Interview by Adrian Hextall
Faster than a speeding bullet, the strength of a thousand men, laser-vision, the power of flight, filmed behind the Black Heart pub in Camden Town, London. One of these facts is accurate and, thanks to the wonder of great costumes, reasonable FX and the input from a load of mates, the other elements can also be achieved with relative ease.
This is the approach singer and founder of The Middlenight Men, Nick Hughes, has taken and the end result that sees his 10 track (plus 2 bonus) album released to great critical and fan acclaim. Within a hour of playing the album, ‘Issue #1’, it was obvious we needed to have a chat with Nick as the sound of each and every track ticked all of the boxes that said ‘brilliant debut’ to me. Latest single “We All Need Help Before Tomorrow” has just been passed out to the press so , to give you a sense of what to expect from the talented wannabe superhero, let’s have a look at the video:
Cover art by : Luke Maddox
MGM: Nick, you must be quite impressed with the feedback that’s been coming in thick and fast from fans and critics alike for the album? It’s only been out a few days but it’s fair to say the feedback has been impressive.
NH: I’m absolutely floored to be honest. People in the industry who I’ve respected, listened to, followed for years and years have been emailing me. That’s not even been on the back of emails I’ve sent out, they’ve come to me saying “how on earth have you done this without major label backing, I just don’t understand…”
The fact that Nick has achieved so much is down to the fact that he’s worked with and played with so many artists and has ‘delved’ as he puts it ‘into the book of contacts that I’ve made over that time’. It really is a combined effort from everyone involved and I’m really proud of it but it definitely does reflect the combined efforts of so so many people.
NH: I’m surprised, I really am, although perhaps I shouldn’t be so surprised I don’t know. When I first set out to make the album, it really was a bit of an experiment. I’d never written songs before other than this one time when I was doing either my GCSEs or A-Levels. That was utter shit and basically I proved to myself that I can’t write and shouldn’t write and then spent the next 20 years playing other people’s tunes. I loved doing that, playing other people’s tunes. I got so much variety, I could dip in and out of bands, playing like a session musician, avoiding any of the band politics. As such, doing this really was experimental so the responses genuinely have floored me.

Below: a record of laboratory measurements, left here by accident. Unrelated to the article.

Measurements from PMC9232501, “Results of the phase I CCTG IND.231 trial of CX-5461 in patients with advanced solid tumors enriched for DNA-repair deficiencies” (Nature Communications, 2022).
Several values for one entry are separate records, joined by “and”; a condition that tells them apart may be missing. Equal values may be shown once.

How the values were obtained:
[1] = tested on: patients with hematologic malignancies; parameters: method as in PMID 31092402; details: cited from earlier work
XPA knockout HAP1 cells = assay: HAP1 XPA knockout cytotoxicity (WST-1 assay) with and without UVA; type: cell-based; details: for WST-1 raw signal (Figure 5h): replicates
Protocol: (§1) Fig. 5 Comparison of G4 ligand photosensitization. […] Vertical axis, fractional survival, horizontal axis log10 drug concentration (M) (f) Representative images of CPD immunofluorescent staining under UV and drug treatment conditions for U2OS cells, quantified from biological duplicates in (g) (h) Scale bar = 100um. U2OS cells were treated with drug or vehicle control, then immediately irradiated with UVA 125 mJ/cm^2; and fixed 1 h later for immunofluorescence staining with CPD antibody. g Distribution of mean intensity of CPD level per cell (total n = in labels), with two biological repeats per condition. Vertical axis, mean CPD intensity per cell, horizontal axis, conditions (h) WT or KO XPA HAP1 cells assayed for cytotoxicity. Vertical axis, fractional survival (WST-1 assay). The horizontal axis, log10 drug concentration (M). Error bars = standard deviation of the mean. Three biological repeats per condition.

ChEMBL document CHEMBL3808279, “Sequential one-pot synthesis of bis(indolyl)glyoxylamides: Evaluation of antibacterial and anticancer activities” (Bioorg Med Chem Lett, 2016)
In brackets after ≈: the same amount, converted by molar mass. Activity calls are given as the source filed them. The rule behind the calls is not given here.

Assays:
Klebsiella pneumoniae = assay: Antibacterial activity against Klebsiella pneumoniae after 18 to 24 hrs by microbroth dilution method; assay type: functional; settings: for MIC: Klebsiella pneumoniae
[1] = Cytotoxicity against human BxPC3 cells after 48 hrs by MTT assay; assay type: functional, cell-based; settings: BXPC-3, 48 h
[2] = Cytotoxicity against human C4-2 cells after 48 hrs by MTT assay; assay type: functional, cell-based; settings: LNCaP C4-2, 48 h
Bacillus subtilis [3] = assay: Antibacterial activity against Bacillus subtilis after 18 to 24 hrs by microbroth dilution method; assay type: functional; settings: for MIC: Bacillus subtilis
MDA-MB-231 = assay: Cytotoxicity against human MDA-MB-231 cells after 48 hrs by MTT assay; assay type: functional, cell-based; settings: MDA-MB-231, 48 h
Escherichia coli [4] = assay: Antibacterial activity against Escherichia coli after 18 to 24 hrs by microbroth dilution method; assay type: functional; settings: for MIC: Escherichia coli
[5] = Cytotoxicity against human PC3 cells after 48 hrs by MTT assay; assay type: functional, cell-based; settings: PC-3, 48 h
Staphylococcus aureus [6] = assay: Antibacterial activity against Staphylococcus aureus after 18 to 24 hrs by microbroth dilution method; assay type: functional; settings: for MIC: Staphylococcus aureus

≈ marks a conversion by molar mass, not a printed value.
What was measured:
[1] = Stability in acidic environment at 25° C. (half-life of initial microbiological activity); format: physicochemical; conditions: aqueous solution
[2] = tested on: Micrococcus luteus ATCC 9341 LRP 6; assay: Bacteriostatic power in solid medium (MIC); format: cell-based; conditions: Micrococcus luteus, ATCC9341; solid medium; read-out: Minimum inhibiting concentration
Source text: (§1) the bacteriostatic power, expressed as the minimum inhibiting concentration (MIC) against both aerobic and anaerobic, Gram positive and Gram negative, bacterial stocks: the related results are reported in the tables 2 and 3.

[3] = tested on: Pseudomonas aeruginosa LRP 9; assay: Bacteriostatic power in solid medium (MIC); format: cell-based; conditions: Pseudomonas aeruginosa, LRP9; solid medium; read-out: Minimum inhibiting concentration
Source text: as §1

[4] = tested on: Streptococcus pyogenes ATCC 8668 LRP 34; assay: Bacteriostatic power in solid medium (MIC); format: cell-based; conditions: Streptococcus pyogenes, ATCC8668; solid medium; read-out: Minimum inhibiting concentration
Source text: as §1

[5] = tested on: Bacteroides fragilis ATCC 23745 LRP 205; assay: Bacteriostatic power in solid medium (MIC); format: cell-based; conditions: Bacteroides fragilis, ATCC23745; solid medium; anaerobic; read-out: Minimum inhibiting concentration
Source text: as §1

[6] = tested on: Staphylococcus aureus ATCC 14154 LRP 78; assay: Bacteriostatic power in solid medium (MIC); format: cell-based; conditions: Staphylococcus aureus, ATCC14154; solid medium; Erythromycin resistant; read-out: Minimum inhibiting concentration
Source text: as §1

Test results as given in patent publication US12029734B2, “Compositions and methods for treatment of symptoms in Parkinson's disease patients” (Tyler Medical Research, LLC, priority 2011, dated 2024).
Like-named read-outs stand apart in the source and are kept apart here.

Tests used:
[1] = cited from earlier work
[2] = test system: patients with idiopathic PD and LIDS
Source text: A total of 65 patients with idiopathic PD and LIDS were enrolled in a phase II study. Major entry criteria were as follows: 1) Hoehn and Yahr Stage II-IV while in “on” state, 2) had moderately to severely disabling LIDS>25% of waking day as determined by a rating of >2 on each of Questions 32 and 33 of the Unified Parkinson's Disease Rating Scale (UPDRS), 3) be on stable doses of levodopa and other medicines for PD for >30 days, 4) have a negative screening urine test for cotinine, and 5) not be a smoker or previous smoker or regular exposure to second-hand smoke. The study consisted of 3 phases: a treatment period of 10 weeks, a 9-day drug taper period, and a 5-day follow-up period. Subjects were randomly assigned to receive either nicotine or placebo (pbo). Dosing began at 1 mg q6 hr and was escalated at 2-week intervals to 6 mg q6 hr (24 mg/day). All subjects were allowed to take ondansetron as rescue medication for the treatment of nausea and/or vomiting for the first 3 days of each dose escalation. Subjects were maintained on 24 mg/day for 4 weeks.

There’s no denying that it’s clear when listening to ‘Issue #1’ that certain bands have influenced Nick greatly over the years. It’s also no surprise to those people who read our reviews and interviews why this album resonates so highly with me as well.
NH: Without a doubt the sound of the album is a strong representation of the people I’ve been playing with or people I’ve been listening to over the years. I’m not ashamed of it, I’m not annoyed that people are picking up on it at all. People will always point out the influences and it’s always the same ones and yes, of course it is, not only have I been playing with these people but I’ve been adoring these people as a fan since I was in my early teens. Especially The Wildhearts. They were the first band I properly listened to, other than Meat Loaf (which you can also hear on Issue #1). The thing with The Wildhearts though, it caused a massive family argument at the time, because I heard my sister playing this cassette tape and remember saying to her “Oh I like this band as well” and of course her first response was “you’re not allowed to like them as well. This is MY band.”
That cassette was a copy of The Wildhearts’ debut ‘Earth Vs The Wildhearts’ and it has become according to Nick, a staple in his playlists over the years, as it has for thousands of other die hard fans that have followed the band since the early 1990s.
NH: The music I created was always going to lean towards that sound as it’s been such a strong influence on me. I love my pop music, I love musical theatre, I really love anything with a ‘show’ aspect to it. Everything from sort of the Meat Loaf approach and then on the pop side, whilst I love what the Wildhearts can do, I’m also a huge fan, on the poppier side of bands like McFly but, when listening to them, I always wanted to hear their music with a heavier, hard rock sound. As that doesn’t exist in one place, I realised I’d have to do it myself.
I had no idea how to approach writing, recording or producing the album myself but I did have a list of all of these influences and the songs that those artists had produced that I really loved. My first thought then was ‘I’m going to write a song that sounds like this band or that one’ and because my influences are that varied it had the possibility to be a real mess, a Frankenstein album.
Thankfully with both Andy Brook and Dave Draper (producers \ engineers to the great and good) on board, we’ve streamlined it all and given it a real flow that works. It’s produced and mixed into a single product and I have to say it’s an incredible feat of audio engineering on both of their parts.